Philadelphia, Pennsylvania

BACKGROUND

The South of South neighborhood comprises 70 dense, urban blocks of south Philadelphia. Since the 1980s, rehabilitation and renovation of properties and new construction projects have affected most blocks in the neighborhood. Significant private investment in the neighborhood has improved housing conditions and attracted new businesses. Property values have risen by 150 percent in ten years, despite the nationwide economic downturn. These activities have shifted the neighborhood demographics. According to a report by the University of Pennsylvania, many of the neighborhood's newer residents are young families who value the area's walkability. The area is experiencing some pains of its age and evolution, along with opportunities to enhance walkability for all residents.

The South of South Neighborhood Association (SOSNA) is served by one paid staffer and a volunteer board of directors made up of 15 neighbors. The membership theoretically includes all residents in the neighborhood, but most activities are carried out by a core group of around 100 dedicated volunteers. Operational funding is provided through a business tax credit partnership program.

ISSUES IDENTIFIED

In 2009, SOSNA published the South of South Walkability Plan (http:// bit.ly/11SY khj). The Walkability Plan was the culmination of a yearlong planning effort managed by the Philadelphia City Planning Commission (PCPC), and funded by a Transportation and Community Development Initiative (TCDI) through the Delaware Valley Regional Planning Commission. The Walkability Plan described the current conditions and outlined planned improvements appropriate for each type of street and intersection throughout the neighborhood. Problems identified in the plan included aging infrastructure and street designs that affect walkability, issues related to the ongoing re-development of the neighborhood, and security issues. Contractors involved in the numerous construction projects underway on almost every block frequently blocked sidewalks with dumpsters for long periods. Other barriers included cars illegally parked, street trees, and light and telephone poles. Aging infrastructure, patchy maintenance, and tree roots had also caused sidewalks in some areas to be uneven or broken. While curb ramps existed in many locations, none were compliant with the Americans with Disabilities Act (ADA), which requires streets and public buildings to be accessible.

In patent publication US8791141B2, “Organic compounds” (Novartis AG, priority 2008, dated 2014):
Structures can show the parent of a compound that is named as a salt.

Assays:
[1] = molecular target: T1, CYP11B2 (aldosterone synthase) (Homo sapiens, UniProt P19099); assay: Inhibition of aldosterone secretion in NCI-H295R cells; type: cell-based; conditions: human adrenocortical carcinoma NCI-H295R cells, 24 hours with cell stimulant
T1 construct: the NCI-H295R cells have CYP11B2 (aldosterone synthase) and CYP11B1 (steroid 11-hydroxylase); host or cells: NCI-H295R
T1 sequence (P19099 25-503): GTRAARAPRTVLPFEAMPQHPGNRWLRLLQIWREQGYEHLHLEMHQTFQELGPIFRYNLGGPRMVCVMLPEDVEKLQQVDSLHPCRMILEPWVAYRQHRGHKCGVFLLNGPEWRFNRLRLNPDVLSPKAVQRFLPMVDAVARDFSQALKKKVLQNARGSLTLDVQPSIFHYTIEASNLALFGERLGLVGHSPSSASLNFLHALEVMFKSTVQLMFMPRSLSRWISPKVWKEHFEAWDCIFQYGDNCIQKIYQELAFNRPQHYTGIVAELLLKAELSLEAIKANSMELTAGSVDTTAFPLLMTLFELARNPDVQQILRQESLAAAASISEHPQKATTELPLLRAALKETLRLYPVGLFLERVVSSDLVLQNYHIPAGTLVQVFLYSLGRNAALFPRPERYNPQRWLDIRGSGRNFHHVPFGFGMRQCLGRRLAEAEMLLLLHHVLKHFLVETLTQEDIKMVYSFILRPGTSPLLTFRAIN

Street design and enforcement issues included cars parked too close to intersections. Many stop-sign regulated intersections, particularly on one-way streets, were treated by drivers to the "South Philly slide." Drivers roll through these intersections looking only in the expected direction of motor traffic, risking crashes and conflicts with pedestrians or bicyclists coming from the other direction. Few on-street bike facilities also resulted in cyclists regularly using the sidewalks, creating conflicts with pedestrians. Many of these issues required action by the City to improve the infrastructure and implement other suitable treatments, and SOSNA sought to help coordinate actions to get the Walkability Plan implemented.

Some of the problems identified in the Walkability Plan included crime, perceptions of crime, and a lack of pedestrian lighting on most streets. The number one concern of surveyed residents was, however, trash and litter. These issues affected the personal security, comfort, and attractiveness of walking in the neighborhood. To some extent, these types of issues could be addressed creatively at a neighborhood level.